History of the Plains Indians


    These agreements had many problems. Most importantly many of the native people did not entirely understand the document that they were confirming or the conditions within it; furthermore, the treaties did not respect the cultural norms of the Native Americans. In addition to this, the government bureaus accountable for applying these policies were weighed down with poor management and corruption. In fact many treaty terms were never implemented.

    The U.S. government rarely honored their side of the accords even when the Native Americans migrated quietly to their reservations. Shady bureau agents often sold off the supplies that were intended for the Indians on reservations to non-Indians. Additionally, as settlers required more land in the West, the government frequently reduced the size of Indian reservations. By this time, many of the Native American peoples were dissatisfied with the treaties and angered by the settlers’ constant appetite for territory.

     

    A Look at Native American Symbols


    Angered by the government’s dishonorable and unjust policies, several Native American tribes, including bands of Cheyennes, Arapahos, Comanches and Sioux, battled back. As they fought to maintain their lands and their tribes’ survival, over a thousand skirmishes and battles broke out in the West between 1861 and 1891. In an attempt to force Native Americans onto the reservations and to end the violence, the U.S. government reacted to these hostilities with costly military operations. Obviously the U.S. government’s Indian regulations required an adjustment.

     

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    iroquois indian serving union forces in the civil warNative American policy changed drastically after the Civil War. Reformers believed that the policy of driving Native Americans onto reservations was too strict even though industrialists, who were concerned with their land and resources, viewed assimilation, the cultural absorption of the American Indians into “white America” as the only long-term strategy for guaranteeing Native American survival. In 1871 the government approved a pivotal law stating that the United States would no longer treat Native American tribes as autonomous nations.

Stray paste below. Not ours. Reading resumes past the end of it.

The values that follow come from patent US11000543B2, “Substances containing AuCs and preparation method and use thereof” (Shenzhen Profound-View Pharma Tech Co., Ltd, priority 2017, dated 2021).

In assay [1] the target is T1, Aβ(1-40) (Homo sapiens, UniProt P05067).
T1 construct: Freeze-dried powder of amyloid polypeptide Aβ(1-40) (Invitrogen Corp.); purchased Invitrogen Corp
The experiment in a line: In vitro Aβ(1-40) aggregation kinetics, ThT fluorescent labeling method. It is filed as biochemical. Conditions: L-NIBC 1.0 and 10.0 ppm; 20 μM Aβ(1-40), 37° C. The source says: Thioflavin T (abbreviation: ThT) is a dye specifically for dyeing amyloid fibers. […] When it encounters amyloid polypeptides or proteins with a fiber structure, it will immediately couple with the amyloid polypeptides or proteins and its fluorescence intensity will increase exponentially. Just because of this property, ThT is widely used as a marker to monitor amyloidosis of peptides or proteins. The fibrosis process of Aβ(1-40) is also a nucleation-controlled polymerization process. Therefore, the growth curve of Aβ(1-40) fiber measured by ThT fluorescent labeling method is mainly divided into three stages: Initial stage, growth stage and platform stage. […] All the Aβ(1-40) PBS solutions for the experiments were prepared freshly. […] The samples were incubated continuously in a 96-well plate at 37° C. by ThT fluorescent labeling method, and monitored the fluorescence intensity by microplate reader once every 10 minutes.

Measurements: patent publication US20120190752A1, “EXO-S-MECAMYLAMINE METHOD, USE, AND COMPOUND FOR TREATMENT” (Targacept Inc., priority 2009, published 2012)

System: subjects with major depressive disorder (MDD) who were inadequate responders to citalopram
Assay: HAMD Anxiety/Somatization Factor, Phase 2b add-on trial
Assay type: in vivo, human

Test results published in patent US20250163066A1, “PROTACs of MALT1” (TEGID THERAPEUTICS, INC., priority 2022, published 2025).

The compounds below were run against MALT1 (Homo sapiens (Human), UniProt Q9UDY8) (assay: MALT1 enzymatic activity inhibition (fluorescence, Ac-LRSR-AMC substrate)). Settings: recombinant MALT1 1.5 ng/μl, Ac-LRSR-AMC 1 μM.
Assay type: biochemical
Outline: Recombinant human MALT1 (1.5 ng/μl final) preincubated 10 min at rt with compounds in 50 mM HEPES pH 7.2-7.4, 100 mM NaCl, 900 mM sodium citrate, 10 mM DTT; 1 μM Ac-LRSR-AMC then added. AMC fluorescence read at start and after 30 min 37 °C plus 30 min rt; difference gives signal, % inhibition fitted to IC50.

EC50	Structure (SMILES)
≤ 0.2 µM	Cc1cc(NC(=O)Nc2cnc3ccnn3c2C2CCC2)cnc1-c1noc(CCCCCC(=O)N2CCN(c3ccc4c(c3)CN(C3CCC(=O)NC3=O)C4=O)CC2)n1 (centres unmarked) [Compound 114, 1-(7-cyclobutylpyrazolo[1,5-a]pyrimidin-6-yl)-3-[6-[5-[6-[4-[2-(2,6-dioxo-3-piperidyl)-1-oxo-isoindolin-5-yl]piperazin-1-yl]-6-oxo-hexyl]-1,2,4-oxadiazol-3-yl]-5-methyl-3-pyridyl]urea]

This law signaled a major shift in the government’s working relationship with the native peoples – Congress now considered the Native Americans, not as countries outside of its jurisdiction, but as wards of the government. By making Native Americans wards of the U.S. government, Congress imagined that it was better to make the policy of assimilation a broadly acknowledged part of the cultural mainstream of America.

     

    More On American Indian History


    Many U.S. government officials perceived assimilation as the most practical solution to what they viewed as “the Indian problem,” and the sole permanent method of protecting U.S. interests in the West and the survival of the American Indians. In order to accomplish this, the government urged Native Americans to move out of their customary dwellings, move into wooden homes and turn into farmers.

    The federal government passed laws that forced Native Americans to abandon their established appearance and way of living. Some laws banned traditional religious practices while others ordered Indian males to cut their long locks. Agents on more than two-thirds of American Indian reservations established courts to impose federal regulations that often restricted traditional ethnic and religious practices.